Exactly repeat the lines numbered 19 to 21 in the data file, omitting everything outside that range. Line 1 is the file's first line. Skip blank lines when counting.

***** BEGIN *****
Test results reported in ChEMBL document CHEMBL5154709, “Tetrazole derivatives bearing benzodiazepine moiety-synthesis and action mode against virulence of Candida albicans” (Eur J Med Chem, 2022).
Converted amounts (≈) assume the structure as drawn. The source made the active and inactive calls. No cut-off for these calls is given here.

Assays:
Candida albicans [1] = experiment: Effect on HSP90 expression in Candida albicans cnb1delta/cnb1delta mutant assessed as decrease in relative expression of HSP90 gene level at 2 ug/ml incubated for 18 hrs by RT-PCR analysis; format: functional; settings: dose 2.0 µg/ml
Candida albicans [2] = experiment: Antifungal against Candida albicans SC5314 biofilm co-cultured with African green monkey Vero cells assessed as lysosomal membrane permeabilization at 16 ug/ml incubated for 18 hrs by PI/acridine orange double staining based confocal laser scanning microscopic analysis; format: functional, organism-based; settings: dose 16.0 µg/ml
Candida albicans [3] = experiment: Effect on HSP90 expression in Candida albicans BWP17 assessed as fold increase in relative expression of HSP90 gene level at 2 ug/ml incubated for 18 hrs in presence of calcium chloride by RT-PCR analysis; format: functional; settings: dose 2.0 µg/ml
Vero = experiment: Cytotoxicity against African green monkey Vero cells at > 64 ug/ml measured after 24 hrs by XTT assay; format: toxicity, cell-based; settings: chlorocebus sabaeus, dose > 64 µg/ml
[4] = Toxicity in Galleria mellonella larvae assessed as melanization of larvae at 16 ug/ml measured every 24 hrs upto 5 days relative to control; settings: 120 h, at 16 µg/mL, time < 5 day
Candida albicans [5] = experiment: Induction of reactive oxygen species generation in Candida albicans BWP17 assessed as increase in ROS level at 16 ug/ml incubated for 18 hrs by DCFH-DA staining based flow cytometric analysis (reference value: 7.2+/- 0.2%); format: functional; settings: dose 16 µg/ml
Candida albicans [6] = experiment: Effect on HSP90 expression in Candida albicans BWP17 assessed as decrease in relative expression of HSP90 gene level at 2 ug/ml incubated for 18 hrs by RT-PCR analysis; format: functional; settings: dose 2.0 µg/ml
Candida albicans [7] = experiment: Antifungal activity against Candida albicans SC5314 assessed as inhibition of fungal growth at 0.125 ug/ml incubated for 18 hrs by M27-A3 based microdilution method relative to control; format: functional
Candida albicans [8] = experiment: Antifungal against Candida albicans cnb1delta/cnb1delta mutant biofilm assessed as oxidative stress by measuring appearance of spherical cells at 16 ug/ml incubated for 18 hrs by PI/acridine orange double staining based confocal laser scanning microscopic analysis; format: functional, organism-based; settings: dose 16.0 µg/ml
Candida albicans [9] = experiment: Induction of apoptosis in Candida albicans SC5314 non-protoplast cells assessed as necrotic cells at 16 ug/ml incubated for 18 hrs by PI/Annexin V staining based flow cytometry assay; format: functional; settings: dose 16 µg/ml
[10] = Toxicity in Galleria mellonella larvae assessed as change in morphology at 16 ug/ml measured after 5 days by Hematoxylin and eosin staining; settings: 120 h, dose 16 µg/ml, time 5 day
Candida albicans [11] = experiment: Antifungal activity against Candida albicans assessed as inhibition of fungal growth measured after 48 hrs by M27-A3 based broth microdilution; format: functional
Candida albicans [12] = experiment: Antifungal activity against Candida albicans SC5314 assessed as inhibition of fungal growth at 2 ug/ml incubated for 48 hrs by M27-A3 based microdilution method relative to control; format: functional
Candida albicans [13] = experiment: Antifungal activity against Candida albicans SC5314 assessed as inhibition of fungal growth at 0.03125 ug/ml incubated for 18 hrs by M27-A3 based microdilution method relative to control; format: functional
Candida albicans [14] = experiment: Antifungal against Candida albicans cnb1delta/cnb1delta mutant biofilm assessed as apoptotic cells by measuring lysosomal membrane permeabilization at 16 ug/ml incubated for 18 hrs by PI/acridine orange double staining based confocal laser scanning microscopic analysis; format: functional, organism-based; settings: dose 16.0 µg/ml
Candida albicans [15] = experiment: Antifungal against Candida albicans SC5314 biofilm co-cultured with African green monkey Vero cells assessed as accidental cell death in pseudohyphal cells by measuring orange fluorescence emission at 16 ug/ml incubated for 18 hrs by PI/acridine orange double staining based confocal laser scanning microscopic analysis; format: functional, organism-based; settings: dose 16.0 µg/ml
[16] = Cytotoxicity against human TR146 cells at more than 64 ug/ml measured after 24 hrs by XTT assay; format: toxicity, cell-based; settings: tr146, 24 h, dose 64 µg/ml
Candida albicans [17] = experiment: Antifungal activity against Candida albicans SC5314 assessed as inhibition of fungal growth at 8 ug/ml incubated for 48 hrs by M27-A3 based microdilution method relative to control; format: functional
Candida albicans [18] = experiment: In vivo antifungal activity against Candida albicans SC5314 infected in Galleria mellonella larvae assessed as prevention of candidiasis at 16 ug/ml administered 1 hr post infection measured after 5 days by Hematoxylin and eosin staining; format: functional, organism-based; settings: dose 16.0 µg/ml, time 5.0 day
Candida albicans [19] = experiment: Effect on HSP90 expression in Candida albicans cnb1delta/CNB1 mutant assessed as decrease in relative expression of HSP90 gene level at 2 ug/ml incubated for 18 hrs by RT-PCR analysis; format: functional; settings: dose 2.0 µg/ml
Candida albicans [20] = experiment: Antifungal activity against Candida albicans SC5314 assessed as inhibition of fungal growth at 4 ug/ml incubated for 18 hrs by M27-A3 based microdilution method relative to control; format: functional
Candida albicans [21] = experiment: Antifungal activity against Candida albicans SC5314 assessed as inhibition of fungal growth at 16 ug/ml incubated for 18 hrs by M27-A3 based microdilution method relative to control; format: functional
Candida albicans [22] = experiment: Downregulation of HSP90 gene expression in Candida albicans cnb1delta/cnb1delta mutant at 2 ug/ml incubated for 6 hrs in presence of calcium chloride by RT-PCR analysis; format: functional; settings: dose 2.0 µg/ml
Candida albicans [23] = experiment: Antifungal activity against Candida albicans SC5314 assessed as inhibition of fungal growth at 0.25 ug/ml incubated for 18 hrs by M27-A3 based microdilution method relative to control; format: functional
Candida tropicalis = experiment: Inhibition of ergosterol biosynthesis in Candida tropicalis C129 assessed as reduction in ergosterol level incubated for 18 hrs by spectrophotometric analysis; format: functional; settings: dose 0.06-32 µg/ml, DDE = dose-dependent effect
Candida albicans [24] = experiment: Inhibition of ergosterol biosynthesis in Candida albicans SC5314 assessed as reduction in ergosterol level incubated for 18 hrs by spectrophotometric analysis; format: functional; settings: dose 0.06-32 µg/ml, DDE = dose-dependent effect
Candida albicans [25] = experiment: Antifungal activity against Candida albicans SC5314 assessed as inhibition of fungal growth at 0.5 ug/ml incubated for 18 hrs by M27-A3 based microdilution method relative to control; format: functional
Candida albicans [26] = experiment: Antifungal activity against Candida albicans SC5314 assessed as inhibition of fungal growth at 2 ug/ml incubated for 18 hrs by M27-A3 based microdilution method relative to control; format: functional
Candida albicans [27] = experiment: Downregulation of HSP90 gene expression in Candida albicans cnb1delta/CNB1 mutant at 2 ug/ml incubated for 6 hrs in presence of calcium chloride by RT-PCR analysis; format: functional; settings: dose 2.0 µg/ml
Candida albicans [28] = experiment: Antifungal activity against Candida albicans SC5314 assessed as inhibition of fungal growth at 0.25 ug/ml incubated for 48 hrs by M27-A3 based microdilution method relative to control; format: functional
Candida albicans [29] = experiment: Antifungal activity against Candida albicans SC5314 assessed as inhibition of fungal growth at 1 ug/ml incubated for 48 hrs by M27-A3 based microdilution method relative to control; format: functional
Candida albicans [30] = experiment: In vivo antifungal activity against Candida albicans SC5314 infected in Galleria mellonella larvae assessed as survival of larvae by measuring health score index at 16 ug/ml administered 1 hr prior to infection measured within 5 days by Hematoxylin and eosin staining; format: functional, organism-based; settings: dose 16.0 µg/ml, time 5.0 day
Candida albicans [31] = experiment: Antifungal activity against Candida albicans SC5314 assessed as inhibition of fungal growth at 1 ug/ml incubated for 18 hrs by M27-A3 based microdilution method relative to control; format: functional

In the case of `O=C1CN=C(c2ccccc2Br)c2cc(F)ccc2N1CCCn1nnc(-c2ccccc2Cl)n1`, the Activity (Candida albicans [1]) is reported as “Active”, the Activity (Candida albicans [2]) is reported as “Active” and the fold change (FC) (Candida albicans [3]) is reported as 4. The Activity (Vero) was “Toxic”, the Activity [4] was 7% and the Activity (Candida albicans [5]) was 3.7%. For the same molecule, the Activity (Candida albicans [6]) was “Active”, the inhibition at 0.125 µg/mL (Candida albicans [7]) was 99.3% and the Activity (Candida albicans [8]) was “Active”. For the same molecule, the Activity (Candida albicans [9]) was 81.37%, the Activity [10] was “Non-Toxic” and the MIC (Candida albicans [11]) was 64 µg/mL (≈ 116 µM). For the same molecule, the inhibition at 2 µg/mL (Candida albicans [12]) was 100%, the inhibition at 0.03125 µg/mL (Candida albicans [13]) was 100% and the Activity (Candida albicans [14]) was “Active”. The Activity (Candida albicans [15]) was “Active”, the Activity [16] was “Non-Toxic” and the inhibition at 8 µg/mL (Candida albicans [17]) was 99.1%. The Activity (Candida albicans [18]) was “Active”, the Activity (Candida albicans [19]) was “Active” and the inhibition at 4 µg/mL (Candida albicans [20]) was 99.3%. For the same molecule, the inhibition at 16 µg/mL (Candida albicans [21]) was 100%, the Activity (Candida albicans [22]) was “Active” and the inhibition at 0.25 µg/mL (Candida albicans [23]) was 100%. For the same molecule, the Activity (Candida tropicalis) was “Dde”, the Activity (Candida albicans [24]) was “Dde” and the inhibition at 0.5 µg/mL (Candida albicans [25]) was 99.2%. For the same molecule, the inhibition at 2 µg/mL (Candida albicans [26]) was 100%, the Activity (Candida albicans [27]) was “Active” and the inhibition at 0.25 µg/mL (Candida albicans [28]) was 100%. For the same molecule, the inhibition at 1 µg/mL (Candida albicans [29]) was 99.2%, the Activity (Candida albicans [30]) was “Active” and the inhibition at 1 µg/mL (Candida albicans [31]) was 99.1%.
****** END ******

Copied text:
Candida albicans [15] = experiment: Antifungal against Candida albicans SC5314 biofilm co-cultured with African green monkey Vero cells assessed as accidental cell death in pseudohyphal cells by measuring orange fluorescence emission at 16 ug/ml incubated for 18 hrs by PI/acridine orange double staining based confocal laser scanning microscopic analysis; format: functional, organism-based; settings: dose 16.0 µg/ml
[16] = Cytotoxicity against human TR146 cells at more than 64 ug/ml measured after 24 hrs by XTT assay; format: toxicity, cell-based; settings: tr146, 24 h, dose 64 µg/ml
Candida albicans [17] = experiment: Antifungal activity against Candida albicans SC5314 assessed as inhibition of fungal growth at 8 ug/ml incubated for 48 hrs by M27-A3 based microdilution method relative to control; format: functional